jbfan 01-28-2012 09:22 AM

Run the wire through the joist.
Unless your area requires conduit, the code does not.

Apollo67 01-28-2012 09:47 AM

maybe you missed it. the garage is finished so I have no access to the joists or studs. It must be part of the local building code to board and finish the garage interior since I doubt the builder would do it otherwise.

biggles 01-28-2012 10:03 AM

main thing with running a generator is just keep things normal during a black out with the house powered up.your total amps will be minimum 65 amps heating,lights sump pumps are the main draws on starts,with the rest of the house pretty consistant.tops 15 amps running on each side of the CB panel breakers good test is take a normal night read the amps on the panel as is heat running frig running sump if you have it....normal lights PCs TVs get an idea of what the generator will's not that much and nowhere near 65 AMPS.depending on your heating system running it with a generator if it has electronic control board might need a closer look at might just sit with generated "dirty voltage"

Apollo67 01-28-2012 10:20 AM

Got a lot of stuff to keep status quo or risk losing stuff again. Fridge, freezer, kegerator :thumbsup:. Then of course we want lighting and heat and maybe even entertainment.
BUT more important than all of those things, we need water (private well).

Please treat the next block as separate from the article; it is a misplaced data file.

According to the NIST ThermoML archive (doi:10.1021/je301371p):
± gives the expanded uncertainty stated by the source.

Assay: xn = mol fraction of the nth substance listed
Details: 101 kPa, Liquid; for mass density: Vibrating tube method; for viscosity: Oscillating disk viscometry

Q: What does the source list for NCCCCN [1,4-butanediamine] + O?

That one is 2400w by itself. It's is a 3 ph variable freq constant pressure drive so it is on almost anytime the water is on. Granted not at the full 2400 watt but it doesn't have any way to tell what it's drawing as it applies or reduces power to the motor.
I calced out my runtime loads and starting requirements and added that 2400 to it and a 5K was a little short if most of them were running at the same time and something else tried to start.
I know in real world it's probably not going to happen but you never know so I decided to go bigger to make sure I never ran into a limit. Another was power stability. Research indicated the larger ones produced more stable cleaner power. The last was a great deal on it at Home Depot.
I just wanted to check on some install questions before I started pulling any wires for my hookup. I'd like to get it connected and do a dry run with it to make sure it does what I need it to before I get into an emergency situation and find out the hard way.

Stubbie 01-28-2012 11:10 AM

What generator manufacturer ? Some will not be friendly with entertainment systems without line conditioning.

I like conduit but UF-b direct buried would work. You need to get enough voltage to the well motor/pump. How far is that wire wise from the generator? And do you know the wire size in the branch circuit after the circuit breaker?

You will need two voltage drop calculations based on the expected or estimated total load on the generator and wire size to the panel and then the branch circuit length to the well pump...etc The general rule is to stay at or below 5% for total of both. Here is a link to calculators that will let you play with several VD calculations ..